“Who would be a third candidate [to form a government]? Maybe somebody from Likud, but this means that Netanyahu has to step down. It is hard to see how this can happen”, he noted.
Amid the continuing uncertainty, the country might as well go to the polls once again — for the third time in a year, Svetlova noted.
“If after all these manipulations, all these efforts, there is no government in the end, then, sadly enough, Israel goes to the polls in March 2020. I believe this is not an impossible scenario”, she said.
Professor Rahat, on the other hand, stressed that a third election would hardly solve the problem, as its results would likely be more or less the same.
“Most people are really tired of these elections. Nobody can really promise that a third election will bring any solution … If we have more or less the same results, Netanyahu will be prime minister forever — temporarily forever. We are in a loop, and nobody enjoys it”, he said.
Mutiny on the Bounty?
Not only Netanyahu’s political career, but his whole future hangs in the air as he faces corruption charges. Hearings on the three corruption cases brought against him began in early October.
Israeli media have been speculating about the likelihood of “the mutiny on the Bounty” in Likud for quite some time. Even though some Likud members appear to share such moods, the move is complicated by the party’s known loyalty to its leaders, Svetlova noted.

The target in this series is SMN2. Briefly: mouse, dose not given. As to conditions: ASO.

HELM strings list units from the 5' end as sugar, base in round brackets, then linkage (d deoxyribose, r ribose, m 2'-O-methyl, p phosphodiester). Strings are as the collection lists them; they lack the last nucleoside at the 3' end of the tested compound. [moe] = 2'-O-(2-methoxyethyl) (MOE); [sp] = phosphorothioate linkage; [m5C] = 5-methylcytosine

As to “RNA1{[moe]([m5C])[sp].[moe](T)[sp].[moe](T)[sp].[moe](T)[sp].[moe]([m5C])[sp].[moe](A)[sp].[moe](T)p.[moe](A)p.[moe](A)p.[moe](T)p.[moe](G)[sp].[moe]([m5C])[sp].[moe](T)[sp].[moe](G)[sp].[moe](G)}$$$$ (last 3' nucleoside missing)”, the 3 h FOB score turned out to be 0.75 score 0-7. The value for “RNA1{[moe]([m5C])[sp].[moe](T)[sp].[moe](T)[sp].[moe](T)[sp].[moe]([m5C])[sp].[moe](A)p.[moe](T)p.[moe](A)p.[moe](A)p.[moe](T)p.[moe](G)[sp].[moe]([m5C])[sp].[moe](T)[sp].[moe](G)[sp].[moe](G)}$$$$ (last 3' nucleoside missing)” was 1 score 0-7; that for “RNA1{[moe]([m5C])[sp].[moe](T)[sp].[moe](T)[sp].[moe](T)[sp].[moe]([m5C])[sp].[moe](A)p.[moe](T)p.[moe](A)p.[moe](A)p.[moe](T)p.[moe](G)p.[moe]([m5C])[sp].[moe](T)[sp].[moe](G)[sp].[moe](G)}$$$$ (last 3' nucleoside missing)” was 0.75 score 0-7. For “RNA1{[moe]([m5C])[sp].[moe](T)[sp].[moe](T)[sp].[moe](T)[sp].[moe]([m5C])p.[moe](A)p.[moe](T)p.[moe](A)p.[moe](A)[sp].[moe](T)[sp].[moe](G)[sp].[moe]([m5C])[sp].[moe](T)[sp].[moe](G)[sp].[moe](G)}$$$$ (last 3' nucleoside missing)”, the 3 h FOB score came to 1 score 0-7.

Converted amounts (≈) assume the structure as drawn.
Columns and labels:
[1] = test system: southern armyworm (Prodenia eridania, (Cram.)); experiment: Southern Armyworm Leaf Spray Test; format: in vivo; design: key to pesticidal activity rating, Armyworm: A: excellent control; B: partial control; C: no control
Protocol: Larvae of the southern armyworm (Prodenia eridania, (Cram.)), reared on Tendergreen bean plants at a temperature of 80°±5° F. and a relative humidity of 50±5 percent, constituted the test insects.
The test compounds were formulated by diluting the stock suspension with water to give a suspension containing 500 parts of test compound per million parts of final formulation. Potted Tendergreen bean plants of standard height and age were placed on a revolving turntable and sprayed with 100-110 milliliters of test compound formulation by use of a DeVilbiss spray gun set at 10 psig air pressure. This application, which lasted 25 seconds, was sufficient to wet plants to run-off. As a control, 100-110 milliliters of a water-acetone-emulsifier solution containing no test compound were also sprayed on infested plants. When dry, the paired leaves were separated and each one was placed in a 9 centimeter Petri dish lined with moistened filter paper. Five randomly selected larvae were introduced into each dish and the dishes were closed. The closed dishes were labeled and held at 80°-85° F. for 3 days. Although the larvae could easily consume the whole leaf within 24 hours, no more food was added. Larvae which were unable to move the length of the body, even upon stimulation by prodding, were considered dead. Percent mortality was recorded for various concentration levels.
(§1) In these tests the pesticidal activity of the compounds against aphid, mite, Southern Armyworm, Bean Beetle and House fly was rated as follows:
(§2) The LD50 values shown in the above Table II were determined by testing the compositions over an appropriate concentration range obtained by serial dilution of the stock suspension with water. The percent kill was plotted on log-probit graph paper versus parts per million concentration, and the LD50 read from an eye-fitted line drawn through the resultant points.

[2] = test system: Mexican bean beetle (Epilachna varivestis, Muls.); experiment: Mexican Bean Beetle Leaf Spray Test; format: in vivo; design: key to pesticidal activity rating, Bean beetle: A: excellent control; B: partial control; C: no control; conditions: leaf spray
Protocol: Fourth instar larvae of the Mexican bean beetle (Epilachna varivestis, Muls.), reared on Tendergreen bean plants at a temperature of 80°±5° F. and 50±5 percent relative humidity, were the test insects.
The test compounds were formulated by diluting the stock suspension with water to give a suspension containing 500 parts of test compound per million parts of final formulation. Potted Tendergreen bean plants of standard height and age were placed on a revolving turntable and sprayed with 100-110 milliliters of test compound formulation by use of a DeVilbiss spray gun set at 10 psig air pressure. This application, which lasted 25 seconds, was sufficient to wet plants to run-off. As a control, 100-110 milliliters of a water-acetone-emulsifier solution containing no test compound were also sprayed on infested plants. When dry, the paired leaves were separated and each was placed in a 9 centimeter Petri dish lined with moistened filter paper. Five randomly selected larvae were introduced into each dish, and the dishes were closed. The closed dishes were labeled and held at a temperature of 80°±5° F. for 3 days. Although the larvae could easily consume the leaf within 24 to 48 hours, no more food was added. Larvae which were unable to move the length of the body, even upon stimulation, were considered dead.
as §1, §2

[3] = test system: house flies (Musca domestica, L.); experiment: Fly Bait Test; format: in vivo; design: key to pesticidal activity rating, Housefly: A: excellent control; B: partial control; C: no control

“Likud is a party known for loyalty to its leaders. Likud stands out from the rest of Israeli parties, which hold primaries almost every year, and they [Likud] are very proud of it. Therefore, it is not easy to make any progress on the issue, and perhaps even to start some sort of discussions about the possible replacement of Netanyahu. But it is known that many people want to replace him ... There are quite a lot of MPs who understand that they should not go down with their leader”, the expert said, stressing, however, that a lot depended on what kind of charges Netanyahu would face.
Rahat, in turn, noted that other Likud members were too afraid to try to throw Netanyahu under the bus at this point.
“There are no signs that this will happen because everyone who tried to challenge Netanyahu in the last decade has suffered, left Likud for a while or established another party … So I think that everybody is afraid of doing it”, he noted.
Speaking about the overall sentiment of the Israeli society, Svetlova noted that the latest development was rather a “traumatic moment” for the country.
“For the first time in a decade, someone other than Netanyahu has received a mandate from the president to form a government, but the apathy is too large … This is a rather fateful moment for many Israelis after all, because Netanyahu is no longer perceived as a man capable of working miracles. He used to be called a ‘magician,’ but he lost that title this time, apparently”, she concluded.
Netanyahu, who turned 70 on Monday, has been at the government’s helm for 10 years. He became the longest-serving prime minister in Israeli history in June, beating the record set by the Jewish state’s founding father, David Ben-Gurion.